Richard Hughes, Untitled (Triptick), 2009, cast polyurethane, H. 12 1/2 x W. 14 x D. 2 1/2 in., Courtesy of the artist, Anton Kern Gallery, N.Y., and Hall Collection, © 2009 Richard Hughes, Anton Kern Gallery, N.Y., and Hall Collection; Photo: Thomas Müller
By Camille Tewell
March 7th, 2013. Fort Worth, TX: I am seated in a museum gallery with a bunch of museum educators from around the country. We have come together in this space for a single hour with a single purpose: to look at a work of art and talk about it.
We’ve done this before, and we’ll do it again, but each experience holds untold possibilities for pleasure and revelation. I can’t help but feel excited. I search the face of our facilitator—a master teacher—knowing that she isn’t here to tell me what I should know or think about this work of art and yet still feeling she is the gate-keeper to the discovery that is about to take place.
We quiet ourselves, get focused—and then somehow the discussion begins. I listen closely to the words of my peers as they begin to unpack this work of art. I am so alert, so mentally present—my brain is buzzing along the flow of discussion, almost too swiftly at times—I have to work to stay with it. Suddenly, I am on the edge of my seat, bolt upright, like a nervous spring. My breathing speeds up and my palms begin to sweat. An idea is pressing on me—I must speak! My hand flies into the air, and now my voice joins the music, and together we move through the work of art, at times swift, then slow, rising and falling with revisions and additions until at last coming to a rest. In the end not a thing has been decided, but nearly all of us are satisfied with the journey, the experience we’ve just had together with this work of art.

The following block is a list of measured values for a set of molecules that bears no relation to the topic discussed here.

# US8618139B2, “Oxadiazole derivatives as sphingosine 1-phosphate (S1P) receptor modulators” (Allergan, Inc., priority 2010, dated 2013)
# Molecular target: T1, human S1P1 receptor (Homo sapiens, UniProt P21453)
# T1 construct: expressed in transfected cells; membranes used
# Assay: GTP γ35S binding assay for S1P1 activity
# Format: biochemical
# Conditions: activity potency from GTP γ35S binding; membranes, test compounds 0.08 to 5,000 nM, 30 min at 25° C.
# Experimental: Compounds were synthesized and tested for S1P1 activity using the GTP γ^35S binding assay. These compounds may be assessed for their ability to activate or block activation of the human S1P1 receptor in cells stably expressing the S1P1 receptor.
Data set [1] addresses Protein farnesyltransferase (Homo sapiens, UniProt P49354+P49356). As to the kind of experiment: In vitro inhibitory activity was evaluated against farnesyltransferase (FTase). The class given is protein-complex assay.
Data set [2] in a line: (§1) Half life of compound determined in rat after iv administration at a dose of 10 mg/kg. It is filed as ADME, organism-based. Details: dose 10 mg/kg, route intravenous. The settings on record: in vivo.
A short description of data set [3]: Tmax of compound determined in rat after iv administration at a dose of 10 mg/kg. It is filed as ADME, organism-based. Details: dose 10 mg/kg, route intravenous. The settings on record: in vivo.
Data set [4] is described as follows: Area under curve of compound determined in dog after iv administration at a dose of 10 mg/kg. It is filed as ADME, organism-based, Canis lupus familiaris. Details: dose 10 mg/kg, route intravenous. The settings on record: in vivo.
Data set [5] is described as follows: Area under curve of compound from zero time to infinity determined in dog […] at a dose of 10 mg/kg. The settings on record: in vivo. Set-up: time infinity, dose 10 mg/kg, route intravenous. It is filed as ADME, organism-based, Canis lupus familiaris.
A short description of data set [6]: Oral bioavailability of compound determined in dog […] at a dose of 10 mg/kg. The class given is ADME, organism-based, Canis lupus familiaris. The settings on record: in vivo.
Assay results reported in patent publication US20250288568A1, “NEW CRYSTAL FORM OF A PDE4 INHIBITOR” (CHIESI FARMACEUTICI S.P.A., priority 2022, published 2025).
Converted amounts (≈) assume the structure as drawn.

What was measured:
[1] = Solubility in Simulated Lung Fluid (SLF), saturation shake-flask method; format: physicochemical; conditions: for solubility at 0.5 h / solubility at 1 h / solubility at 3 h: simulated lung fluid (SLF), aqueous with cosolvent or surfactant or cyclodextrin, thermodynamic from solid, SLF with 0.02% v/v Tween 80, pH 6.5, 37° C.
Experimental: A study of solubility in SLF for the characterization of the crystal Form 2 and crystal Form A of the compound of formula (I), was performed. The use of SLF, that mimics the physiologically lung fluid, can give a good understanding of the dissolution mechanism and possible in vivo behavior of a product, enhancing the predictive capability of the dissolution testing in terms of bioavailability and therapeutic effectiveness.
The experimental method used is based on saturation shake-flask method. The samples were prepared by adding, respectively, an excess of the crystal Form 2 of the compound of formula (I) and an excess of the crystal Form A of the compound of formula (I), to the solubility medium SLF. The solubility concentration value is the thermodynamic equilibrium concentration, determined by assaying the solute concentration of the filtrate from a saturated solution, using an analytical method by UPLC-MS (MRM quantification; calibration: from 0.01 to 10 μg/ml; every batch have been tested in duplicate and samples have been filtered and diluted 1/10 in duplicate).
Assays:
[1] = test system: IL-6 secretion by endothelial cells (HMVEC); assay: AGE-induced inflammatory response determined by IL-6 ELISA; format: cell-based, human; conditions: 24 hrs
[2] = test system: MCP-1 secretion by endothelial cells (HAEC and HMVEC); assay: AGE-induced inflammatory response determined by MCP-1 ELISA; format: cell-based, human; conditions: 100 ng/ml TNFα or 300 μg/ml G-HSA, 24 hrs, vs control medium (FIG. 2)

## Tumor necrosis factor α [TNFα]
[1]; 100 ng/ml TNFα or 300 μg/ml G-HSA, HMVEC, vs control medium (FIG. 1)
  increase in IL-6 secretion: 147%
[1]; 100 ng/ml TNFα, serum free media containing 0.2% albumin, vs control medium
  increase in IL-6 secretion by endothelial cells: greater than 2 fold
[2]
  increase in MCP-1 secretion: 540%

John Dewey described “an experience” as something that happens that is set off from the regular flow of time—something special, out of the norm, marked as different. During “an experience,” time may feel suspended (see also Csikszentmihalyi and the idea of “flow”). To become immersed in a work of art like this seems like the sort of thing Dewey was talking about.
Have you had “an experience” before? What were you doing when it happened? What was it about? Why was it important? How can we cultivate rich, memorable experiences for students?
A few years ago I took some TIME for myself—for my own professional development. I attended the Teaching Institute in Museum Education (TIME) at the School of the Art Institute of Chicago. There I learned the value of looking closely at and thinking deeply about works of art. I learned the value of listening to others and letting shared and divergent understandings emerge. I practiced slowness, careful investigation, and open-mindedness. Every now and again we “TIME-ers”—other museum educators who’ve attended TIME—reconvene to cultivate “an experience” with a new work of art and remember why we thought it valuable in the first place. This year we met in Fort Worth, TX, as part of the National Art Education Association Conference. Each time we meet I walk away changed, inspired, and renewed. Something wonderful seems to happen to my mind when I allow myself the time and space to become utterly absorbed.
You don’t need to be a “TIME-er” or a museum educator, for that matter, to recharge your store of Dewey experiences. You don’t need to go to Fort Worth or Chicago, either. The NCMA is a place where this sort of magic—suspended time and deep engagement—is possible, be it with art, ideas, and/or the natural world. Did you know that? Do your colleagues know it? Lose yourself in an exhibition, our Park, the permanent collection, or a workshop experience. Let us be your place of refuge—a place to take time for yourself and recharge your teaching practice. We’re here all summer.
This is the third and final installment of Timecapsules, a micro-post series on the Big Picture concept of Time. Don’t miss our special exhibition exploring this theme through a variety of media, 0 to 60: The Experience of Time through Contemporary Art, open now through August 11, 2013